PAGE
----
Like some other parts of the country, health workers in Utah are trying to understand how to address epidemic levels of opioid addiction. On Wednesday at the Utah State Capitol, one Representative offered his solution for dealing with the problem.
Republican Representative Raymond Ward is a physician. He recently learned about a nurse in his office who had received several short-term pain medications. Each one, individually, was reasonable, he says.
"It was for pneumonia that she had, it was after she broke some ribs, but in the end, she got addicted and now she’s on the brink of losing her license because it didn’t get paid attention to closely enough," Ward said.
On Wednesday, Ward introduced a bill that he hopes could curb such addiction stories of opioids and narcotics by preventing them at a critical early stage.
"If this is the very first time that a person is receiving narcotics – so they’re not already on narcotic – that very first prescription that they get should not be for more than seven days," he said.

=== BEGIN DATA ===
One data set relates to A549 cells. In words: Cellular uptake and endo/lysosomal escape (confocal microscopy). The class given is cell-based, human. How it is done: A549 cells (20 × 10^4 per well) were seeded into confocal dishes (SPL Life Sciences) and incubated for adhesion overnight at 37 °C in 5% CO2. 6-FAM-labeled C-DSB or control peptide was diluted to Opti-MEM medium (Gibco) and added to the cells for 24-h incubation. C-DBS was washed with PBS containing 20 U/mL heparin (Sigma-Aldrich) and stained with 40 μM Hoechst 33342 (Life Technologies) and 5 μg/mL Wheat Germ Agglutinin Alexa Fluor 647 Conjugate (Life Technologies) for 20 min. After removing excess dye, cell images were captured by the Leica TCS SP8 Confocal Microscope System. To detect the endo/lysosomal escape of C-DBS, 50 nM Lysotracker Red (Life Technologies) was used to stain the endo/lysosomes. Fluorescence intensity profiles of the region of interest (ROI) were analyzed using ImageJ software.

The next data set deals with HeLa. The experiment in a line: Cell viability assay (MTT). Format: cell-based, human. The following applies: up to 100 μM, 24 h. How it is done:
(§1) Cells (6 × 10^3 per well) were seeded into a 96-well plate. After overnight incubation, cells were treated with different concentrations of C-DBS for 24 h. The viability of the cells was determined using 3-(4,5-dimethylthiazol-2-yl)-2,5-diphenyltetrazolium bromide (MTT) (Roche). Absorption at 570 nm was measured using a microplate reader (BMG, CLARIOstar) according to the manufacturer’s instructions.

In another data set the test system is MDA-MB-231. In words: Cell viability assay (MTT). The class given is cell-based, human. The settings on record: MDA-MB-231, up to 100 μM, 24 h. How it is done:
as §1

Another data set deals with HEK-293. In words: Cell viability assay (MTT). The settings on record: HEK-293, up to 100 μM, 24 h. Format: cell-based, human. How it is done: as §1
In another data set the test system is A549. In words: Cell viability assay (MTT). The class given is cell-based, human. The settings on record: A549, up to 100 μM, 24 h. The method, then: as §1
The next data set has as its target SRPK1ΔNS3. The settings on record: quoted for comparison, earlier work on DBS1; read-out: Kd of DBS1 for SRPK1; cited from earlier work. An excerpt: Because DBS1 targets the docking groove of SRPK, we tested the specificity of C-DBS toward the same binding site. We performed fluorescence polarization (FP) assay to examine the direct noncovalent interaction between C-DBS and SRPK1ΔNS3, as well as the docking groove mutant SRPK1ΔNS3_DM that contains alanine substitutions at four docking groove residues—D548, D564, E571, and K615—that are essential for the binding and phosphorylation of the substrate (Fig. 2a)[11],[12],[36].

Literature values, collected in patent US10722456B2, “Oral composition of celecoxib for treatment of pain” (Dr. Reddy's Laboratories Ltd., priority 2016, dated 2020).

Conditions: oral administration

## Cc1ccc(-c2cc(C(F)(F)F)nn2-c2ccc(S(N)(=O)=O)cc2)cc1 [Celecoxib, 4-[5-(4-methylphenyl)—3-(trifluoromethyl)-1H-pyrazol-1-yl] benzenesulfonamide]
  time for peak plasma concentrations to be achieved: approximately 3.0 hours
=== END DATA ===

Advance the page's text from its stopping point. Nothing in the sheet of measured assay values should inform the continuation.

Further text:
In his proposed bill, having a prescription go for longer than a week would require patients to make a return visit to their doctor. Ward says it would ensure their prescription is accurate and be sure they’re not being given too many drugs.
To prevent a situation like the one that happened to Ward’s colleague, doctors would also have to consult Utah’s Controlled Substance Database, so they’d know if their patient is already getting pain medications for something else.
Ward says this bill would send a message to doctors, pharmacists, and patients to consider the addictive nature of these drugs.
"I think that changes our attitude and it changes how many people we get into this morass."
Ward’s bill will likely be considered by lawmakers when the legislature begins its general session in January.